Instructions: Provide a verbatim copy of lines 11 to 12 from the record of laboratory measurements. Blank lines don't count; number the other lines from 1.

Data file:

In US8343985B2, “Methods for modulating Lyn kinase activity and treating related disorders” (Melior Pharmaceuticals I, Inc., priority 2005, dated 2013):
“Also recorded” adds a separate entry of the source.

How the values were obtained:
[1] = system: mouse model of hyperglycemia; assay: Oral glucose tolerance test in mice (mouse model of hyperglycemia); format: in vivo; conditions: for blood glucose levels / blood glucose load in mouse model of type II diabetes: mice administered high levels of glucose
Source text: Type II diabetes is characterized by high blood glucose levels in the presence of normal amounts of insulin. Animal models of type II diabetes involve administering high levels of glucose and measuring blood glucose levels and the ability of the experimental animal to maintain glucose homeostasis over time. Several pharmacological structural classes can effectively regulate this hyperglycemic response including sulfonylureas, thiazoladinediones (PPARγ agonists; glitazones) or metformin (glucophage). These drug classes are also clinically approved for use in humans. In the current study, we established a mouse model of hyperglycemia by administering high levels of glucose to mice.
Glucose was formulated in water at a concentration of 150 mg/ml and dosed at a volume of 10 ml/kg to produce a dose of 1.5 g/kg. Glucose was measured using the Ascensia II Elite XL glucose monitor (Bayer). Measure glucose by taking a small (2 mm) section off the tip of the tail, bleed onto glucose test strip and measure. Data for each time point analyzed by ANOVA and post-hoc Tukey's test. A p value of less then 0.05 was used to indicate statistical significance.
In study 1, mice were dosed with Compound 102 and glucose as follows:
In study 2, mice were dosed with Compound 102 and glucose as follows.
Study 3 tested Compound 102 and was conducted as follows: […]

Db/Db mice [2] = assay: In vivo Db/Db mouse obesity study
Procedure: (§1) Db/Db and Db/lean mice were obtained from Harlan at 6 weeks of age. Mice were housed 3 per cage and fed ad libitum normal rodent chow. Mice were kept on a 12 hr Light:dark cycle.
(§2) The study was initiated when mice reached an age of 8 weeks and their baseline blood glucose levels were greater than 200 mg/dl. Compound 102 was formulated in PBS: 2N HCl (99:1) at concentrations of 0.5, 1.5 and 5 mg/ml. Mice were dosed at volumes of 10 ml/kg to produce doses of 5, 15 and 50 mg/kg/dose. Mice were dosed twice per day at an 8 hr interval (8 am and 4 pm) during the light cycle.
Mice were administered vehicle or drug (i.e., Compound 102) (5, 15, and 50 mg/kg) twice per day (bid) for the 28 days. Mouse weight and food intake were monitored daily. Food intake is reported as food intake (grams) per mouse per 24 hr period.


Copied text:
Procedure: (§1) Db/Db and Db/lean mice were obtained from Harlan at 6 weeks of age. Mice were housed 3 per cage and fed ad libitum normal rodent chow. Mice were kept on a 12 hr Light:dark cycle.
(§2) The study was initiated when mice reached an age of 8 weeks and their baseline blood glucose levels were greater than 200 mg/dl. Compound 102 was formulated in PBS: 2N HCl (99:1) at concentrations of 0.5, 1.5 and 5 mg/ml. Mice were dosed at volumes of 10 ml/kg to produce doses of 5, 15 and 50 mg/kg/dose. Mice were dosed twice per day at an 8 hr interval (8 am and 4 pm) during the light cycle.